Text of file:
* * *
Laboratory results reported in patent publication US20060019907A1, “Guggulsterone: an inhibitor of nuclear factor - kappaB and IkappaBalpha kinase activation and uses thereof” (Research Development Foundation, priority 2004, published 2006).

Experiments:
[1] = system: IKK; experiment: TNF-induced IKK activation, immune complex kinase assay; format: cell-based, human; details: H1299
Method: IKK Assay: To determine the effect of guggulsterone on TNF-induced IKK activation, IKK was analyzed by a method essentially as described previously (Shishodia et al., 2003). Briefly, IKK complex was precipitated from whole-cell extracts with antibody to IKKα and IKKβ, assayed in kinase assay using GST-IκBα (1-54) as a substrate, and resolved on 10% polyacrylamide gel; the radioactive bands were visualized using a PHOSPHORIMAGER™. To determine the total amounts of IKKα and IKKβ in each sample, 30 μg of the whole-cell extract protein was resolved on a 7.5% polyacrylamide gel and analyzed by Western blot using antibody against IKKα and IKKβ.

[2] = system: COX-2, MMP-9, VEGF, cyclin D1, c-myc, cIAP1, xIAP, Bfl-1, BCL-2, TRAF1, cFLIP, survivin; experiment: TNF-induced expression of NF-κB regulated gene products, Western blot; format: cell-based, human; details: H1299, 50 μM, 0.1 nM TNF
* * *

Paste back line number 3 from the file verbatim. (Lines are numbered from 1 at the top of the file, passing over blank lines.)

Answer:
[1] = system: IKK; experiment: TNF-induced IKK activation, immune complex kinase assay; format: cell-based, human; details: H1299